Trans Pacific Partnership patent rules could threaten LGBT lives

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Countries that pride themselves on their human rights records, particularly for LGBT people, are endangering lives through patent rule changes in the Trans Pacific Partnership (TPP).

The TPP, one of the major multilateral trade deals that Canada is a part of, will introduce rules on patents for medication that critics say will reduce the availability of affordable generic brands. Such policies would restrict access to antiretroviral medication, used to treat HIV, which disproportionately affects LGBT people.

Trade-Related Aspects of Intellectual Property Rights (TRIPS) plus will raise prices for antiretrovirals by forcing governments to implement protectionist policies. These policies will block unpatented generic brands from reducing prices through competition while also blocking any chance at price regulation by government.

"If you claim to be concerned about the rights of LGBT people, you also have to be concerned about the right to health of the people you profess to be concerned about. Adopting more restrictive policies on generic medications undermines maternal health, but also undermines the health of population disproportionately affected by HIV, including gay men and men who have sex with men and transgender people," says Richard Elliott, executive director of the Canadian HIV/AIDS legal network.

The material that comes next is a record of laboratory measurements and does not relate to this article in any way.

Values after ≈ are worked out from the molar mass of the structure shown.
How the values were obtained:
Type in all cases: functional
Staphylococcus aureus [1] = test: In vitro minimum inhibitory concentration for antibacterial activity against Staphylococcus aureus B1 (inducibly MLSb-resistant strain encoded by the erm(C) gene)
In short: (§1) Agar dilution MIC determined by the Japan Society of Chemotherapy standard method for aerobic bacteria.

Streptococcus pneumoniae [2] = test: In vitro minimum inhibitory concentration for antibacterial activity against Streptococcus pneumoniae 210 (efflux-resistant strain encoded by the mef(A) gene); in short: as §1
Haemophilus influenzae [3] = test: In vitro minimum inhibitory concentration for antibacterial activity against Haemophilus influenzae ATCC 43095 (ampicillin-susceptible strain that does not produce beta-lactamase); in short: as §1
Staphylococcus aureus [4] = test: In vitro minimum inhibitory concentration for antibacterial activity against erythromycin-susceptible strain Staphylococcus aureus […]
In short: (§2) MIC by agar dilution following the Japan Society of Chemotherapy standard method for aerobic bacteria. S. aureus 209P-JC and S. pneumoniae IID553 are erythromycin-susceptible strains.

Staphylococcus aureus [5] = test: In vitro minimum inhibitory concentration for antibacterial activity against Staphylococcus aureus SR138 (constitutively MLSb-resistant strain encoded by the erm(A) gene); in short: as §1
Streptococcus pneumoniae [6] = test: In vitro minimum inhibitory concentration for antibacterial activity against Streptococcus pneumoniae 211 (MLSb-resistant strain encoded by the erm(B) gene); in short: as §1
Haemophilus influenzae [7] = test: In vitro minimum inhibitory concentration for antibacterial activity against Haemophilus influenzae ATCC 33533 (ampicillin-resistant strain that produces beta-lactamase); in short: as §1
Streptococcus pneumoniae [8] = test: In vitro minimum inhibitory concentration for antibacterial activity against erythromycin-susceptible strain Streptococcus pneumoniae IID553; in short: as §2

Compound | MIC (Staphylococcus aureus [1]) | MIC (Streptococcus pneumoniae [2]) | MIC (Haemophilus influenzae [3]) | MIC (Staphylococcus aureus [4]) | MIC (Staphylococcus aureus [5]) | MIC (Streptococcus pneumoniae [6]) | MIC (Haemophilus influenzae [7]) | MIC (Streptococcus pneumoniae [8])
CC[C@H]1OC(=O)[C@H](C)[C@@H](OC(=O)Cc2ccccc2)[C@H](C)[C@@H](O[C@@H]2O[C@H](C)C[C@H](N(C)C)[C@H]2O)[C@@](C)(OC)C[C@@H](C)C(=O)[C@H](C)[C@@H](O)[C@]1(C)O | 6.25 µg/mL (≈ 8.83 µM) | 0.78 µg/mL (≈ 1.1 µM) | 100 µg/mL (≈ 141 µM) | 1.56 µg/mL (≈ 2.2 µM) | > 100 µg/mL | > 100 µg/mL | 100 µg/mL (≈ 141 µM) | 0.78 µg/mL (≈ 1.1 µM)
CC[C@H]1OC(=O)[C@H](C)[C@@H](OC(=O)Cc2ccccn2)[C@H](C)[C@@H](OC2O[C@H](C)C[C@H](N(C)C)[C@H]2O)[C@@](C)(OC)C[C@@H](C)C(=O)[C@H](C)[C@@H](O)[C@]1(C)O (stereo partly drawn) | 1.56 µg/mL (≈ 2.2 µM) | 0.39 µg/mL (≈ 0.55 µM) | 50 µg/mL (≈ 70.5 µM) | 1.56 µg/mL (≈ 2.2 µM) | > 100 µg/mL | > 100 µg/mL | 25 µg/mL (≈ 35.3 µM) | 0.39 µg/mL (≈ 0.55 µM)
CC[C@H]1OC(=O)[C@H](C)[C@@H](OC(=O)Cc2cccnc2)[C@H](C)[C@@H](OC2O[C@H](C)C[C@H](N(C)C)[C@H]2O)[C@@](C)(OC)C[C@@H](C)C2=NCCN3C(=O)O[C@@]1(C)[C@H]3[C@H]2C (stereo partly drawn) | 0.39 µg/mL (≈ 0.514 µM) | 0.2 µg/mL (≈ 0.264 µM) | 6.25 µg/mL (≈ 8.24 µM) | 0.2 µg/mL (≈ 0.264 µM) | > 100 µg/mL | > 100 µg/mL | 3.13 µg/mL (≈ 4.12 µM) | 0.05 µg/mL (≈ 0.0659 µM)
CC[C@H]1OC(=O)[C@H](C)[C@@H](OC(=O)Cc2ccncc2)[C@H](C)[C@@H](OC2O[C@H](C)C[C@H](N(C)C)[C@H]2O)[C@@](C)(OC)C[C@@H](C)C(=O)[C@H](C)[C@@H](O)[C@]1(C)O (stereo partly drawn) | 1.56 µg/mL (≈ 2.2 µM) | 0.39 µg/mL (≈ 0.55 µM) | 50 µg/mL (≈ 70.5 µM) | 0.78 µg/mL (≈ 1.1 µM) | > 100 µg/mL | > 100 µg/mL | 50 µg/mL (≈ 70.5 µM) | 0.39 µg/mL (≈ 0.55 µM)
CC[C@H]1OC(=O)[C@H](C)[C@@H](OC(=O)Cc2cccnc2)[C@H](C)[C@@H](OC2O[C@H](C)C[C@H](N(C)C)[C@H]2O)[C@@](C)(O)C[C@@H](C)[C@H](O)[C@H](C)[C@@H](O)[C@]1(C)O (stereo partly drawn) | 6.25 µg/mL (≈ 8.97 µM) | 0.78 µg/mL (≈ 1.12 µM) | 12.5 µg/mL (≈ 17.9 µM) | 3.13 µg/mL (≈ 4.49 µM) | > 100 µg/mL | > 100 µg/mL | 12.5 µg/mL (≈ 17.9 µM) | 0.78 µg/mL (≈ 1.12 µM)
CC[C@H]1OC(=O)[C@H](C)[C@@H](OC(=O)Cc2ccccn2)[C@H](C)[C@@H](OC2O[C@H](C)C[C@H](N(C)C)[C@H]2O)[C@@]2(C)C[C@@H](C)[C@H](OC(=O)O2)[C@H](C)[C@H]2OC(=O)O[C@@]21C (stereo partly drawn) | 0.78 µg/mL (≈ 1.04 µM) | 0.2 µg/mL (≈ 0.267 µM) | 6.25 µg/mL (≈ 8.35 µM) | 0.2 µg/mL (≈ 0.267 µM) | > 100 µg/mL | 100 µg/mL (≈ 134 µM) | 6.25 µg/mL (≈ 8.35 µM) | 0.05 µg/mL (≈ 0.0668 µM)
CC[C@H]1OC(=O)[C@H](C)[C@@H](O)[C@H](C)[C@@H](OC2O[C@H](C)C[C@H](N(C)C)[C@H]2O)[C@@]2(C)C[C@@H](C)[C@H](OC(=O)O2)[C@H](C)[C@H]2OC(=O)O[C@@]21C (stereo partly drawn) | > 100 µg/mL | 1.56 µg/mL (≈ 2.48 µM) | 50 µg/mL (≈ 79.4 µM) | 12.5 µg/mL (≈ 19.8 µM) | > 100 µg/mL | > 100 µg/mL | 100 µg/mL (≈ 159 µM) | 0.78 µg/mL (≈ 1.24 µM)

TRIPS was a 1995 World Trade Organization (WTO) mandate that introduced copyright rules into the multilateral trading system for the first time. It attempted to align the varying copyright laws in the WTO states in a way that was more business and patent-holder friendly. It included provisions that would protect the patents of drug companies, but with safeguards for public health reasons.

TRIPS Plus describes additional WTO copyright policies in subsequent agreements that have attempted to tilt the TRIPS balance further towards business and away from public health. In a letter to Minister of International Trade, Ed Fast, Elliott urged Fast to push back against TRIPS plus, saying it will "undermine public health flexibilities included in the TRIPS agreement by adopting even more stringent strengthening intellectual property measures [such as by] extending patent terms or [through] more stringent, longer terms for data exclusivity."

"[TRIPS plus] will increase the price of medicine and therefore, fewer people will have access to medicines. Not having access to medicines is of course very bad for their health. Access to those medicines is essential for those people to be alive and to have healthy lives," says Judit Rius, manager for the Access Campaign at Doctors Without Borders.

TRIPS plus is a result of the influence the pharmaceutical industry has over trade policy, says Rius. 

"Before 1995 there was no international obligations to protect the patents of pharmaceutical products. No countries, including developing countries, would issue patents for pharmaceutical products, meaning generic competition was free," says Rius, "In 1995 that changed, when the TRIPS agreement was adopted by all WTO member states, they all agreed to grant patents for pharmaceutical products and that was a big success for the pharmaceutical industry.